Dig Deep Into Archaeology in State Parks

Mound platform at Crystal River Archaeological State Park.

Do you ever think about what’s under your feet? Archaeologists do!

Most of what we know about  Florida’s long inhabitation by Native Americans comes from the work of archaeologists who carefully uncover buried or hidden artifacts. Florida State Parks protect this archaic evidence and tell the story of the state’s past.

The first Floridians settled at least 12,000 years ago in areas where a steady water supply, good stone resources for tool making, and firewood were available. Over the centuries, these native people developed complex cultures. Native societies of the peninsula developed agriculture, traded with other groups in what is now the southeastern United States, and increased their social organization, reflected in large temple mounds and villages. 

State parks with exceptional archaeological features such as temple mounds are often designated archaeological state parks. For example, Lake Jackson Mounds Archaeological State Park in Tallahassee protects two of the largest ceremonial mound structures in the state. Besides being a valuable resource for researchers, protecting mounds and other archaeological resources helps us connect with the past. When we can see the evidence, it’s easier to imagine the people who lived here.

There are six designated archaeological state parks, although many other parks protect places significant to Florida’s history and prehistory.

A child walks up the boardwalk onto a mound at Lake Jackson Mounds.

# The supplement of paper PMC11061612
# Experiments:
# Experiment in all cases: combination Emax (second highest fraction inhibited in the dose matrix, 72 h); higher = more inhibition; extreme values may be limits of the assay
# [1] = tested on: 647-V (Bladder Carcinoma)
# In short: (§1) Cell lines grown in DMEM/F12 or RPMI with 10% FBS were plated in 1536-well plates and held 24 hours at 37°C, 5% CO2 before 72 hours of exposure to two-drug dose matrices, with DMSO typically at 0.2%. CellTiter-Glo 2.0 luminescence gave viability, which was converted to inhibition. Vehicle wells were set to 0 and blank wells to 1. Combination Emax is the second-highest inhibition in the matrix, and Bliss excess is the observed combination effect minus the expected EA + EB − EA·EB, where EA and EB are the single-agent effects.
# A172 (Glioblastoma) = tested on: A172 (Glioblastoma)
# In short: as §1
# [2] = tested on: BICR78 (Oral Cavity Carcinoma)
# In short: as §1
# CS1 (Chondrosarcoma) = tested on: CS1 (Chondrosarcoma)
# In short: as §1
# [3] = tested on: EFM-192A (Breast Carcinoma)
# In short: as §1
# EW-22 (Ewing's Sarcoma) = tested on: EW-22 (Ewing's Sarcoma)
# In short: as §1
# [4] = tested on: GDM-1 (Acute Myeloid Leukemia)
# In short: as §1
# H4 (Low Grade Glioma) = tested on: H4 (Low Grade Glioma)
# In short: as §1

The smaller of two publicly-accessible mounds at Lake Jackson Mounds Archaeological State Park.
  1. Lake Jackson Mounds Archaeological State Park – This park protects six earthen temple mounds built by the Mississippian Native American culture. A trail through the forest leads to an early pioneer mill site on a gently flowing creek.
  2. Letchworth-Love Mounds Archaeological State Park – See Florida’s tallest Native American ceremonial mound, built more than 1,000 years ago by a complex civilization. The park offers picnicking, birding and hiking.
  3. Crystal River Archaeological State Park - The six-mound complex is one of the longest continuously occupied sites in Florida. For 1,600 years the site served as an important ceremonial center for Native Americans. People traveled to the complex from great distances to bury their dead and conduct trade.
  4. Madira Bickel Mound State Archaeological Site – This ancient Native American site was the first in Florida to be protected as a State Archaeological Site. Excavations have revealed habitation by three distinct cultures dating back 2,000 years.
  5. Mound Key Archaeological State Park – Framed by mangrove forests, the shell mounds and ridges of Mound Key rise more than 30 feet above the calm waters of Estero Bay. Mound Key is believed to have been the capital town of the Calusa people.
  6. San Pedro Underwater Archaeological State Park – Part of a Spanish flotilla, the San Pedro was a 287-ton ship that sank in a hurricane on July 13, 1733. The remains were discovered in 1960 and the offshore site is now open to divers and snorkelers.

State park archaeological sites are managed to protect them from natural and human threats. Natural processes that can damage archaeological resources include erosion, and human activities such as construction or looting can also threaten these sites. Park staff are trained to recognize the different types of archaeological sites in their parks and work with partners like the Florida Department of State’s Division of Historical Resources and the Florida Public Archaeology Network to preserve them.  

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This article was published in the Real Florida ℠ Connection, the Florida State Parks e-newsletter. Sign-up to get updates and stories from your state parks the first week of every month.